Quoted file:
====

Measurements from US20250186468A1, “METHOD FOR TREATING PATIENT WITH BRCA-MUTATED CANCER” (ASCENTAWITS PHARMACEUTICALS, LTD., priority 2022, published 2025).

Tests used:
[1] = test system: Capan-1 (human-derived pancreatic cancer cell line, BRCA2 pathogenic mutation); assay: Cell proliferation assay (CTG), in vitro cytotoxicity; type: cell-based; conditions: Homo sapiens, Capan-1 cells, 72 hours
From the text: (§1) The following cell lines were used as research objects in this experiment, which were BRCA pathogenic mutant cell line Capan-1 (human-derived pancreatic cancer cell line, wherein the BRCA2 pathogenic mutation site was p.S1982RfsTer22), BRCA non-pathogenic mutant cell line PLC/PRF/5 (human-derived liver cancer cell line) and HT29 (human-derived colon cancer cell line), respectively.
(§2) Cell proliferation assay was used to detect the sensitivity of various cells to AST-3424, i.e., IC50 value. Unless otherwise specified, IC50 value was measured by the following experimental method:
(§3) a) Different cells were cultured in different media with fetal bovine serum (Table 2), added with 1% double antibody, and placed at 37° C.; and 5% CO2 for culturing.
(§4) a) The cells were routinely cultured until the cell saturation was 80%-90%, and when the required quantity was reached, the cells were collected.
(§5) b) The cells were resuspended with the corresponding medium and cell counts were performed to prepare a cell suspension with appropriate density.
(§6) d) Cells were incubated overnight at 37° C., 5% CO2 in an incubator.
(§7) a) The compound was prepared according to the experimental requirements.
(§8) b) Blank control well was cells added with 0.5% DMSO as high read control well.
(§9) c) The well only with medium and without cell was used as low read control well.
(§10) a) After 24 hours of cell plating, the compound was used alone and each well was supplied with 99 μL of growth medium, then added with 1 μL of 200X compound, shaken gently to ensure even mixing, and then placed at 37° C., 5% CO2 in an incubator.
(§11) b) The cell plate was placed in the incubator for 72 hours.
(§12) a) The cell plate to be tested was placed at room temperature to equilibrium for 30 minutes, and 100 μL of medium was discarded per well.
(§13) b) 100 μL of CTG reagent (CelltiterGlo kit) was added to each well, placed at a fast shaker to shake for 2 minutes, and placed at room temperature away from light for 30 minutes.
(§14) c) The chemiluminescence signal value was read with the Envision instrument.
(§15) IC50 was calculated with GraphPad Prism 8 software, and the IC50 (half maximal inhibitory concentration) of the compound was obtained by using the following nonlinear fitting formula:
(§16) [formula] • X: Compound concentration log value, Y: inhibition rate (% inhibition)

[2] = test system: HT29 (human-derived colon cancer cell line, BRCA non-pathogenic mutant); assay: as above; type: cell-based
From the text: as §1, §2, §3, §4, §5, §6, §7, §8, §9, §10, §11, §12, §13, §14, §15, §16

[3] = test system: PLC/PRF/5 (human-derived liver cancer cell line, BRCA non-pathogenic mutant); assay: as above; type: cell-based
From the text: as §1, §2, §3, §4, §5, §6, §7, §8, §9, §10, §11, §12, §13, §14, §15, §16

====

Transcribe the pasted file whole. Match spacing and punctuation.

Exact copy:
Measurements from US20250186468A1, “METHOD FOR TREATING PATIENT WITH BRCA-MUTATED CANCER” (ASCENTAWITS PHARMACEUTICALS, LTD., priority 2022, published 2025).

Tests used:
[1] = test system: Capan-1 (human-derived pancreatic cancer cell line, BRCA2 pathogenic mutation); assay: Cell proliferation assay (CTG), in vitro cytotoxicity; type: cell-based; conditions: Homo sapiens, Capan-1 cells, 72 hours
From the text: (§1) The following cell lines were used as research objects in this experiment, which were BRCA pathogenic mutant cell line Capan-1 (human-derived pancreatic cancer cell line, wherein the BRCA2 pathogenic mutation site was p.S1982RfsTer22), BRCA non-pathogenic mutant cell line PLC/PRF/5 (human-derived liver cancer cell line) and HT29 (human-derived colon cancer cell line), respectively.
(§2) Cell proliferation assay was used to detect the sensitivity of various cells to AST-3424, i.e., IC50 value. Unless otherwise specified, IC50 value was measured by the following experimental method:
(§3) a) Different cells were cultured in different media with fetal bovine serum (Table 2), added with 1% double antibody, and placed at 37° C.; and 5% CO2 for culturing.
(§4) a) The cells were routinely cultured until the cell saturation was 80%-90%, and when the required quantity was reached, the cells were collected.
(§5) b) The cells were resuspended with the corresponding medium and cell counts were performed to prepare a cell suspension with appropriate density.
(§6) d) Cells were incubated overnight at 37° C., 5% CO2 in an incubator.
(§7) a) The compound was prepared according to the experimental requirements.
(§8) b) Blank control well was cells added with 0.5% DMSO as high read control well.
(§9) c) The well only with medium and without cell was used as low read control well.
(§10) a) After 24 hours of cell plating, the compound was used alone and each well was supplied with 99 μL of growth medium, then added with 1 μL of 200X compound, shaken gently to ensure even mixing, and then placed at 37° C., 5% CO2 in an incubator.
(§11) b) The cell plate was placed in the incubator for 72 hours.
(§12) a) The cell plate to be tested was placed at room temperature to equilibrium for 30 minutes, and 100 μL of medium was discarded per well.
(§13) b) 100 μL of CTG reagent (CelltiterGlo kit) was added to each well, placed at a fast shaker to shake for 2 minutes, and placed at room temperature away from light for 30 minutes.
(§14) c) The chemiluminescence signal value was read with the Envision instrument.
(§15) IC50 was calculated with GraphPad Prism 8 software, and the IC50 (half maximal inhibitory concentration) of the compound was obtained by using the following nonlinear fitting formula:
(§16) [formula] • X: Compound concentration log value, Y: inhibition rate (% inhibition)

[2] = test system: HT29 (human-derived colon cancer cell line, BRCA non-pathogenic mutant); assay: as above; type: cell-based
From the text: as §1, §2, §3, §4, §5, §6, §7, §8, §9, §10, §11, §12, §13, §14, §15, §16

[3] = test system: PLC/PRF/5 (human-derived liver cancer cell line, BRCA non-pathogenic mutant); assay: as above; type: cell-based
From the text: as §1, §2, §3, §4, §5, §6, §7, §8, §9, §10, §11, §12, §13, §14, §15, §16